Getting the Word Out: Xavier Review & XRP Celebrate 35 Years of Publishing

XAVIER GOLD…Summer 2016 

By Katheryn Krotzer Laborde


XR 35:2

It is not every university that has its own journal, let alone its own press. Then again, Xavier University of Louisiana is not the average university. Nor is Xavier Review Press, established in 1988, the average press.

Every press has a beginning, a reason for putting ink to paper in the first place, and for XRP that starting spark can be found in Xavier Review, the journal that recently celebrated its 35th anniversary of continuous publication with readings featuring author Fatima Shaik and fiction writer Percival Everett.


At a university known for its pharmacy and pre-med programs, the existence of a press and journal may hit some as a surprise. But, “really, publications in the arts at Xavier go back to the 1930s,” notes Editor Emeritus Tom Bonner in recalling the early days of the journal he helped to start after the demise of Xavier University Studies, the creative and critical journal that ran from 1961 to 1972. “The journal was shutting down,” he said, “and through a National Endowment for the Arts grant to bring a writer to campus, we produced a small periodical that began a decade long march with subsequent publications that culminated in the 1980-1981 issue of Xavier Review.”


As is often the case, it was the gift of money – in this case an Andrew W. Mellon grant – that provided the opportunity to begin the journal, and the continued gift of smaller grants that kept it going until the Xavier Endowment for the Humanities (XEH) was able to offer consistent funding.  “Funding was the biggest challenge,” Bonner said. “We were constantly writing grants over a decade to get the journal started, and then there were more grants [that were written] until the Xavier Endowment for the Humanities came into being.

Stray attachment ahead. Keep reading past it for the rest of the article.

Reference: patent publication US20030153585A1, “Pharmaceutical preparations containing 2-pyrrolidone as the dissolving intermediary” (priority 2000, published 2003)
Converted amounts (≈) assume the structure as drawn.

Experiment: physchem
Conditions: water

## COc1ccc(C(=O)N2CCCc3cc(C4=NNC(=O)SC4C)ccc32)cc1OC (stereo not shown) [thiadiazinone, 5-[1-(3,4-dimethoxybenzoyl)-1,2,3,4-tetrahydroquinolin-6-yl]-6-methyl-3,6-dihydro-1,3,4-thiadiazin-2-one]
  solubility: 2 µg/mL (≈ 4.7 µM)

These days, the journal is funded by XEH and through money made in selling both the journal (to subscribers and occasional purchasers) and books.  “Xavier Review Press fulfilled a need to publish works that reflected the interests of the University: its geographical and cultural setting in the South and nearby Caribbean, African Americana, ethnography, and religion,” Bonner said. “XRP is a niche press even now.”


The press is now run by Executive Editor Nicole Pepinster Greene who, like Bonner, is a former editor of the Review. In her current position, Greene feels the press should support the mission of the University “and its identity as a Black Catholic institution although one which is becoming increasingly diverse.”


Editor of XRP since 2010, Greene has guided one general nonfiction writer, two African American poets, and two scholarly anthology editors through the process of revision, editing, and the final proofing. She is currently at work on a book that features the poetry of a deceased New Orleans poet whose spirit and verse is remembered fondly among local literati. “As a not-for-profit press, we have provided opportunities for ‘young’ talented writers to publish a first volume of poetry or critical essays or a volume by an established writer whose work is perhaps of particularly local New Orleans/South Louisiana interest,” Greene said.


Through the sale of books, particularly by individual writers who hold poetry readings at universities, bookstores and festivals, the press is able to make enough money to pay for the design and publishing of the next book or issue of Xavier Review.  Both books and journal are designed by Dialogos, a New Orleans-based company, and printed by Bookmasters in Ashland, Ohio.


Robin Vander, Percival Everett, Nicole Greene, Ralph Adamo

Robin Vander, Percival Everett, Ralph Adamo, and Nicole Greene gather after Everett’s reading on Xavier’s campus. Vander co-edited a book on Everett’s work, published by XRP.